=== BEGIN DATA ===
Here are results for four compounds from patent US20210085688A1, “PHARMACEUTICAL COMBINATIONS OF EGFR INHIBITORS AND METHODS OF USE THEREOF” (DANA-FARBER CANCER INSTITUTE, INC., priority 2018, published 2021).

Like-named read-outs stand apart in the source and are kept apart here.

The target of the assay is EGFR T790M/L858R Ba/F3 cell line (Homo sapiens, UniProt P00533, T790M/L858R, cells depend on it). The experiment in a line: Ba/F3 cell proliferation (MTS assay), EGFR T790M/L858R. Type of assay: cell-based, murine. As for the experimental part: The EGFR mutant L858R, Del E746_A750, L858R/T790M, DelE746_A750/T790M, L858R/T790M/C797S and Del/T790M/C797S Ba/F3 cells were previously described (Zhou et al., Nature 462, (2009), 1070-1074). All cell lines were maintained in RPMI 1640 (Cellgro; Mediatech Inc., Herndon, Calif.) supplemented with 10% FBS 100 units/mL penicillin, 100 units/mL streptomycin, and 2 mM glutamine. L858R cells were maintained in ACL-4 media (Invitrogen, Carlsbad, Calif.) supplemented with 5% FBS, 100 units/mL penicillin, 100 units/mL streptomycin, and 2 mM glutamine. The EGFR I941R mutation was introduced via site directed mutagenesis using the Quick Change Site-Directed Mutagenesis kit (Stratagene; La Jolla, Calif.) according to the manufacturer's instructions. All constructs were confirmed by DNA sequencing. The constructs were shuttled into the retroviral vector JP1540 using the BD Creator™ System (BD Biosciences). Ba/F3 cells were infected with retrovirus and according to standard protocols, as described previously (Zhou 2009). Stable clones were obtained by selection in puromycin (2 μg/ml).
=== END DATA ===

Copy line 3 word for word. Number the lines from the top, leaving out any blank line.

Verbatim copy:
The target of the assay is EGFR T790M/L858R Ba/F3 cell line (Homo sapiens, UniProt P00533, T790M/L858R, cells depend on it). The experiment in a line: Ba/F3 cell proliferation (MTS assay), EGFR T790M/L858R. Type of assay: cell-based, murine. As for the experimental part: The EGFR mutant L858R, Del E746_A750, L858R/T790M, DelE746_A750/T790M, L858R/T790M/C797S and Del/T790M/C797S Ba/F3 cells were previously described (Zhou et al., Nature 462, (2009), 1070-1074). All cell lines were maintained in RPMI 1640 (Cellgro; Mediatech Inc., Herndon, Calif.) supplemented with 10% FBS 100 units/mL penicillin, 100 units/mL streptomycin, and 2 mM glutamine. L858R cells were maintained in ACL-4 media (Invitrogen, Carlsbad, Calif.) supplemented with 5% FBS, 100 units/mL penicillin, 100 units/mL streptomycin, and 2 mM glutamine. The EGFR I941R mutation was introduced via site directed mutagenesis using the Quick Change Site-Directed Mutagenesis kit (Stratagene; La Jolla, Calif.) according to the manufacturer's instructions. All constructs were confirmed by DNA sequencing. The constructs were shuttled into the retroviral vector JP1540 using the BD Creator™ System (BD Biosciences). Ba/F3 cells were infected with retrovirus and according to standard protocols, as described previously (Zhou 2009). Stable clones were obtained by selection in puromycin (2 μg/ml).